Green Man Cannabis Recalls Due to Pesticide Residue Detection

By Aaron G. Biros
1 Comment

The Denver DEH is investigating and overseeing the recalls, while Green Man implements corrective and preventative measures.

Denver-based Green Man Cannabis last week voluntarily recalled batches of cannabis sold to both medical patients and recreational consumers. The recall comes after the discovery of off-label pesticides during inspections in both dry-flower cannabis and infused products.

Photo: Sheila Sund, Flickr
Photo: Sheila Sund, Flickr

According to the Denver Department of Environmental Health (DEH), the products have labels that list an OPC License number of 403-00738, 403-00361, or 403R-00201. The cannabis in question is not a specific batch, rather, “All plant material and derived products originating from these cultivation facilities are subject to the recall.” The DEH’s statement includes contact information for the company (email: recall@greenmancannabis.com) and the DEH Public Health Inspections Division (email: phicomments@denvergov.org or 720-913-1311).

The DEH statement does not mention which pesticides were detected or the levels at which they were detected. Christian Hagaseth, founder of Green Man Cannabis, says the chemical detected was Myclobutanil. “We had used Eagle 20 in the past, [the pesticide that contains Myclobutanil] but we stopped using it as soon as it was banned,” says Hagaseth. “The DEH found the residues in the growing environment so we immediately performed a voluntary recall.” Green Man has three cultivation facilities, one of which they suspect is contaminated from pesticides sprayed a few years ago.

Christian Hageseth, founder of Green Man Cannabis
Christian Hageseth, founder of Green Man Cannabis

As far as corrective actions being taken, Hagaseth says they are doing a thorough cleaning and sanitation in two of their grows and a complete remediation plan in the suspected contaminated grow. “This was a good learning experience- the key takeaway for us is we need to clean these environments more consistently,” says Hagaseth. “I am grateful that the system is working; public health and environmental safety are being looked after here.” Hagaseth says the facility in question was operating almost without interruption since 2009, but they adjusted and learned to implement preventative actions following the recall.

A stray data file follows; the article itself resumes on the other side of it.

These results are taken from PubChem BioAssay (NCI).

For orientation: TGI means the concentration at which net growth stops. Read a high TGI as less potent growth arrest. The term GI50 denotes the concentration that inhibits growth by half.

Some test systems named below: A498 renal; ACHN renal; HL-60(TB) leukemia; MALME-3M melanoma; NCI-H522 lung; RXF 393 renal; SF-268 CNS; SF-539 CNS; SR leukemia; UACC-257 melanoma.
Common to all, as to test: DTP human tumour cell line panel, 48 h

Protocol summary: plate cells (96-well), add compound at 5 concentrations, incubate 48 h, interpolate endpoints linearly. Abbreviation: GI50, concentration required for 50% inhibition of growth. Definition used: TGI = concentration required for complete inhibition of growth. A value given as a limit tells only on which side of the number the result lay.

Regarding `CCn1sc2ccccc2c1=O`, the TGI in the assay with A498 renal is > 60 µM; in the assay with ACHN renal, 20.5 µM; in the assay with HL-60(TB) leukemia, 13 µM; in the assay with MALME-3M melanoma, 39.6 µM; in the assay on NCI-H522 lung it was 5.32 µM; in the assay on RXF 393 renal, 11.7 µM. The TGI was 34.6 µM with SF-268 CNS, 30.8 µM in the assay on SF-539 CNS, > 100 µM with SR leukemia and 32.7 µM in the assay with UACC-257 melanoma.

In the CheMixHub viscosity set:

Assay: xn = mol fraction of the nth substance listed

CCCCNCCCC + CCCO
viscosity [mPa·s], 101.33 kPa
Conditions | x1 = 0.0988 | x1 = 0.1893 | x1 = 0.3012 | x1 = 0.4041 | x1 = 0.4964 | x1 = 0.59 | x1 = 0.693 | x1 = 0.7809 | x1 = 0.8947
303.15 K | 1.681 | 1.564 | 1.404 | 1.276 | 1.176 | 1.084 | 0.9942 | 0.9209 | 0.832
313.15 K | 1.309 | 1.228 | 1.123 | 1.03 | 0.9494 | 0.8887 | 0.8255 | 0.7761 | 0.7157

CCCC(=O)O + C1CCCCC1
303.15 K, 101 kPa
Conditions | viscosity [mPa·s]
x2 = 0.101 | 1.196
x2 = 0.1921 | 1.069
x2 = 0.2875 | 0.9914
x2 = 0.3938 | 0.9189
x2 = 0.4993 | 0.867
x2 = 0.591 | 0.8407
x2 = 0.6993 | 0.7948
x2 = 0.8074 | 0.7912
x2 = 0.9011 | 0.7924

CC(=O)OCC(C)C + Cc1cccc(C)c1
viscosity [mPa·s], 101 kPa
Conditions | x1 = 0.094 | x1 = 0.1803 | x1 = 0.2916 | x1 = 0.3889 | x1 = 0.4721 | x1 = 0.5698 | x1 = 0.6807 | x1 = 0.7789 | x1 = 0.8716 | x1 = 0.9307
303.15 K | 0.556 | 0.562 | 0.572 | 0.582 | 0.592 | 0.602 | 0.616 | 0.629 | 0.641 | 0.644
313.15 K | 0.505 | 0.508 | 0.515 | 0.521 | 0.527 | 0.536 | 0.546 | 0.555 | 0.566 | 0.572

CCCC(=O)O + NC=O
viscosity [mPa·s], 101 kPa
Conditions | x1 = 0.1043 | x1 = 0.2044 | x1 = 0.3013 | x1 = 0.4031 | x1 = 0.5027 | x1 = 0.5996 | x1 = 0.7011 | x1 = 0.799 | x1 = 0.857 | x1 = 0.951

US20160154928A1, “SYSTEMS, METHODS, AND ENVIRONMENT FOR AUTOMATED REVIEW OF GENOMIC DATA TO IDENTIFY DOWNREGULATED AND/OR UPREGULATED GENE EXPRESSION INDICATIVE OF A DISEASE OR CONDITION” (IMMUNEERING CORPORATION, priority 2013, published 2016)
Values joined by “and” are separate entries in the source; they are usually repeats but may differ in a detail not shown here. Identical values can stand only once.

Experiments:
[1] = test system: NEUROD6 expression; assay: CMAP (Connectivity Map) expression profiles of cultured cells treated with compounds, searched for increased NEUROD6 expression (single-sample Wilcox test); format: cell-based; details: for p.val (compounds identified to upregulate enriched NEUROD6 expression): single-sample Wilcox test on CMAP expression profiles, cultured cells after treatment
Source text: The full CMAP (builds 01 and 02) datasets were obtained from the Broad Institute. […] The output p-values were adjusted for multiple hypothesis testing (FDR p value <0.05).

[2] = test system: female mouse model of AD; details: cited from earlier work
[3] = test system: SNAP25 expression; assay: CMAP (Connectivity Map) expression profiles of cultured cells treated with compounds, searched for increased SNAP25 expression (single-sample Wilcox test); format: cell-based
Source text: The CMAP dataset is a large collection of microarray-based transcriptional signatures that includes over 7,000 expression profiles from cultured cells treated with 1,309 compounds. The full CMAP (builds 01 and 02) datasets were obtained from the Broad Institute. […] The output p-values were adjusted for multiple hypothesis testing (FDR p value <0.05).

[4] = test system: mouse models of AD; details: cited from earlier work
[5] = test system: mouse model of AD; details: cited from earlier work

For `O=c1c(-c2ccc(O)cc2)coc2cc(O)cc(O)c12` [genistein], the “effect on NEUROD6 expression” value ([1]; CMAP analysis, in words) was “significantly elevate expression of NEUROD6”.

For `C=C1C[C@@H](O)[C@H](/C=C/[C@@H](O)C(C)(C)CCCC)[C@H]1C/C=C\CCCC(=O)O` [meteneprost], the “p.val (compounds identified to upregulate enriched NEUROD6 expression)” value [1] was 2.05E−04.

The DEH says there have been zero reports of illness related to the recall. “The possible health impact of consuming marijuana products with unapproved pesticide residues is unknown,” the statement reads. “Short and long-term health impacts may exist depending on the specific product, duration, frequency, level of exposure and route of exposure.” The DEH advises consumers that may be concerned to reach out to their physician.

The DEH performs routine inspections of cannabis infused product manufacturers and retail locations in Denver, as well as investigating complaints. “I am sorry that it happened to us, but I am happy the system is working and we are more than happy to comply,” says Hagaseth.

Comments

  1. Adam Koh

    I hope the workers in these facilities that were exposed to these residues every day are ok, especially as its doubtful that they were wearing proper PPE at all times since they weren’t aware of the contamination. The company should cover the costs for them to get checked out if they do not provide healthcare already, but the problems might not surface until further down the road.

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